More and more of you are excluding animal products from your diet. The "light" version is vegetarianism: you no longer eat meat, but you continue to eat eggs, cheese and even fish.
The "harder" version is veganism: we no longer eat animal flesh of any kind, or even products derived from animals, such as honey (nor, therefore, eggs).
Some do so out of taste - or rather, lack of interest in meat - while others do so out of conviction (ecology, the fight against animal exploitation, etc.).
Vegetarians or vegans: what are theWhat are the consequences for your health?
While "light" vegetarianism is statistically well known for its gains in years of good health, the same cannot be said for the "harder" version: the radical exclusion of animal products leads to problematic deficiencies.
If this is your case, it doesn't mean you absolutely have to change your diet: it does mean you have to be extra vigilant in terms of supplementation.
Make no mistake about it, the "media vegans", who are willing apostles of their cause, are very, very careful not to run out of nutrients and not to make certain mistakes that could prove fatal.
Vegetarians or vegans: why you have a 99% chance of lacking B12
La vitamin B12 (or cobalamin) is a nutrient of bacterial origin, found almost exclusively in animal products, mainly meat, fish and shellfish.
Milk contains only a small amount, and some of it is destroyed during the cheese-making process. In eggs, it is present in the yolk, but only between 4% and 9% can be assimilated by the body. B12 deficiency is therefore common among vegans, but does not spare vegetarians either.
According to American nutritionists, 62% of pregnant women, 25 to 86% of children, 21 to 41% of adolescents and 11 to 90% of the elderly are affected by B12 deficiency. The health consequences are very serious.
At the end of B12 deficiency: neurological and psychiatric disorders
La vitamin B12 is essential for the production of red blood cells: its deficiency initially leads to anemia, manifested in particular by extreme fatigue, followed by the onset of various symptoms, notably of the oral and intestinal mucosa.
But B12 deficiency also alters the myelin sheath that protects neurons, and can thus lead to neurological disorders, manifesting as tingling, numbness, paralysis, mental confusion and psychiatric problems.
This may be the explanation for studies showing that vegetarians are more often affected by depression than omnivores.
Ironically, plant-based diets in vitamin B9 can mask the typical symptoms of B12 anemia, which can delay its identification.
This delay can have dramatic consequences, because neurological damage, when it occurs, is usually irreversible.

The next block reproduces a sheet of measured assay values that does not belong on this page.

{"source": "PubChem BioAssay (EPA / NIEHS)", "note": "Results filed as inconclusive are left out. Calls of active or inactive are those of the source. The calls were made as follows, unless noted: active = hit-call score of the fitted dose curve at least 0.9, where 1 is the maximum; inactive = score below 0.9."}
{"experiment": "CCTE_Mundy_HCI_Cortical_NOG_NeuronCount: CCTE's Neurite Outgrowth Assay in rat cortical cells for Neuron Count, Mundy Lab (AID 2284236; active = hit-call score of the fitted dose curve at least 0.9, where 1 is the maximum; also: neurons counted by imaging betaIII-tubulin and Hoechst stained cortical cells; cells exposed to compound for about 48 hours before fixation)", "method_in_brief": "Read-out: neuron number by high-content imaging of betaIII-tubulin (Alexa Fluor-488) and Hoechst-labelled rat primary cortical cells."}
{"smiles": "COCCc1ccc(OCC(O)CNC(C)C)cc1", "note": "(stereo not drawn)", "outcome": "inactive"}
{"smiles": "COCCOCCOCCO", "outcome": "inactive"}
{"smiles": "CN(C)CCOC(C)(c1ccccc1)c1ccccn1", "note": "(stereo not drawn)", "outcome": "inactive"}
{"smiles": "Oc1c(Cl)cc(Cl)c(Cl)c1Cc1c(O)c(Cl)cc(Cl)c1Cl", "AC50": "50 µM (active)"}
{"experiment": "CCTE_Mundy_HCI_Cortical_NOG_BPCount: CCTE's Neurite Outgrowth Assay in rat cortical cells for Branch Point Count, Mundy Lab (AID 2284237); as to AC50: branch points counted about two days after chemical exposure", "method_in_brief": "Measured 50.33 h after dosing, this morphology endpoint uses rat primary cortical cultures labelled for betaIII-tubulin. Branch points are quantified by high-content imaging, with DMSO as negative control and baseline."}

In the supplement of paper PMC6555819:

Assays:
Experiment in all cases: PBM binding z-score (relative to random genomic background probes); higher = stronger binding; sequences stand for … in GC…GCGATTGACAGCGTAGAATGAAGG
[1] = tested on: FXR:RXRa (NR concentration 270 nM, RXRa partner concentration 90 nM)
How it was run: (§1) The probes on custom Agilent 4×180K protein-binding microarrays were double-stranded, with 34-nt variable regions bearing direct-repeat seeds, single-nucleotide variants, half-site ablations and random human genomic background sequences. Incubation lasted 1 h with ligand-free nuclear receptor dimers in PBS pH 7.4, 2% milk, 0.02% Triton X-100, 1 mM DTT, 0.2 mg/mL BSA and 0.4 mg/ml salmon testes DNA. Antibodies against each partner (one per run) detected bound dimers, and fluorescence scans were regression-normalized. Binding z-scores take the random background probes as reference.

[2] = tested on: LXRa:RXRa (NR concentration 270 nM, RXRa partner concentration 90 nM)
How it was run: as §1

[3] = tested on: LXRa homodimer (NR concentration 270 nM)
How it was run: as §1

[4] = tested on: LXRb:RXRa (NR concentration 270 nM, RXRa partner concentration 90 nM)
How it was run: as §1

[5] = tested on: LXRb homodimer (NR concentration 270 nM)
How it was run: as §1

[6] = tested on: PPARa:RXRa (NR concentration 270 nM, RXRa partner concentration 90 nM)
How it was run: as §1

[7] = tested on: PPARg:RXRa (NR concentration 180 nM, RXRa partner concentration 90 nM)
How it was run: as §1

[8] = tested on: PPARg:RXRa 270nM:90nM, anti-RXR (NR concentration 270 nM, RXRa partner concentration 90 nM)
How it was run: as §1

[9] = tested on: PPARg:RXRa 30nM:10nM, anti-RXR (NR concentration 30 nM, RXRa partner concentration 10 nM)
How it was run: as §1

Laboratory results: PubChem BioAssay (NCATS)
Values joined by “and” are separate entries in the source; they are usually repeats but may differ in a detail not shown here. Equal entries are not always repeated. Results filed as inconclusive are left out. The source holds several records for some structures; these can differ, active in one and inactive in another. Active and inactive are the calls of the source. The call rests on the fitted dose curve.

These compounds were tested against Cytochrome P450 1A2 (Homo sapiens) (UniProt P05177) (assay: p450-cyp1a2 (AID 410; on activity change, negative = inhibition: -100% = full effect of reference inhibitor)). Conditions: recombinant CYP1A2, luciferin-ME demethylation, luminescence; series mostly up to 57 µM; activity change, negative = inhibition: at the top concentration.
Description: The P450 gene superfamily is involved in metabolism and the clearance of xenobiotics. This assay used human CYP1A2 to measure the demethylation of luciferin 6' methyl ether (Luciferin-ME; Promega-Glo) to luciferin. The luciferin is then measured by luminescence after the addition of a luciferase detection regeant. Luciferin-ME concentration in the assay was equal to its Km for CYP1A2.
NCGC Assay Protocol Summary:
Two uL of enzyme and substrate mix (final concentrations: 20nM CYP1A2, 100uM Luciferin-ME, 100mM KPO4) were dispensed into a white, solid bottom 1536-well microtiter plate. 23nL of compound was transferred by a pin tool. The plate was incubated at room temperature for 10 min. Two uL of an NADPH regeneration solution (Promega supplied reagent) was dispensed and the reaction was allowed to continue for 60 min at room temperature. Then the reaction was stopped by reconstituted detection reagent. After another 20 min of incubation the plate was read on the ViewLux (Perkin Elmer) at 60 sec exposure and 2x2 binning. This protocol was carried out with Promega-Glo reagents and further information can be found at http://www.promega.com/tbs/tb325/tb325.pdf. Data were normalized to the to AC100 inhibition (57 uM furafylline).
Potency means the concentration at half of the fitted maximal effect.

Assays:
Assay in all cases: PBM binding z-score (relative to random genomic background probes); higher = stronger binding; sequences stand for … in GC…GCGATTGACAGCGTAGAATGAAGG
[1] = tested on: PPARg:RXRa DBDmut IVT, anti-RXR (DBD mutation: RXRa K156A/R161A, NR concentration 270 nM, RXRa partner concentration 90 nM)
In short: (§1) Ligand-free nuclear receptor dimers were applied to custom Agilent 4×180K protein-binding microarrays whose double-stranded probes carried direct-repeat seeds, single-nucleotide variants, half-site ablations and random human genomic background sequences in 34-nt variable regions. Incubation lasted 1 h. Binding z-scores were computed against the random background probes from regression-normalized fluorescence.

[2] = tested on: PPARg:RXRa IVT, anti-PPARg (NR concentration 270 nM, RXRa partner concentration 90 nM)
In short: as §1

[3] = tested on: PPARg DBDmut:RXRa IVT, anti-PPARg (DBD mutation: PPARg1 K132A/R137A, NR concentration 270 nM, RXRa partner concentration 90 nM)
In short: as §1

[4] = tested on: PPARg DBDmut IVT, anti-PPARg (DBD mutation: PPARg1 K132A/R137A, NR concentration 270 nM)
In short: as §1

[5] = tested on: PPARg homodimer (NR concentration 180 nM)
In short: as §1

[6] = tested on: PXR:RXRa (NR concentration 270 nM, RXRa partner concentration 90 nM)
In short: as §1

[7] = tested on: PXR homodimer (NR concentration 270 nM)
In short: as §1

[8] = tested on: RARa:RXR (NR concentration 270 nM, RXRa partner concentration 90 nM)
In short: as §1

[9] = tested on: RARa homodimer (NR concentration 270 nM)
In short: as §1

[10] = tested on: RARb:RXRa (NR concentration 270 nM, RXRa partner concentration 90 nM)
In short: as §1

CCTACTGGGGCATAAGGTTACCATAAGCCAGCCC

It is therefore essential to supplement with vitamin B12 as soon as you adopt a diet that excludes meat and fish.
Vegetarians or vegans: the astonishing "map" of B12 deficiency
Only 6.7% of vegetarians and 22% of vegans take supplements. vitamin B12.
So, contrary to all expectations, while vegetarians are less exposed to this deficiency... far fewer of them are aware of it!
There's a real reason for this: as veganism is a more radical choice than vegetarianism, those who choose it are generally better informed.
Vegans are therefore more often aware of the need for vitamin B12 supplementation, compared to vegetarians who adopt this diet for comfort, without investigating the health implications of their choice.
Végétariens ou végétaliens, quelle supplémentation choisir ?
In practice: cyanocobalamin is an inexpensive form of B12 that has been extensively studied and may be preferred.
Informed" vegans recommend 1 µg three times a day, 10 µg as a single daily dose, or 2,000 µg once a week.
Please note spirulinewhich does contain vitamin B12, but in an inactive form. According to Japanese researcher Fumio Watanabe, the best plant source of vitamin B12 is the red seaweed Porphyra umbilicalis, also known as nori or purple porphyry : it contains 77.6 μg of vitamin B12 per 100 g of dry product, and a daily intake of 4 g covers the estimated requirement of 2.4 μg.
Tempeh contains between 0.7 and 8 μg/100 g (the presence of the vitamin in this product is explained by bacterial contamination during the soy fermentation process), while shiitake contains between 1.3 and 12.7 μg/100 g.
However, the lack of vitamin B12 is only the tip of the iceberg for uninformed vegetarians and vegans. While some of these problems are linked to the very nature of these diets, others are due to the "marketing target" they have become for the food industry.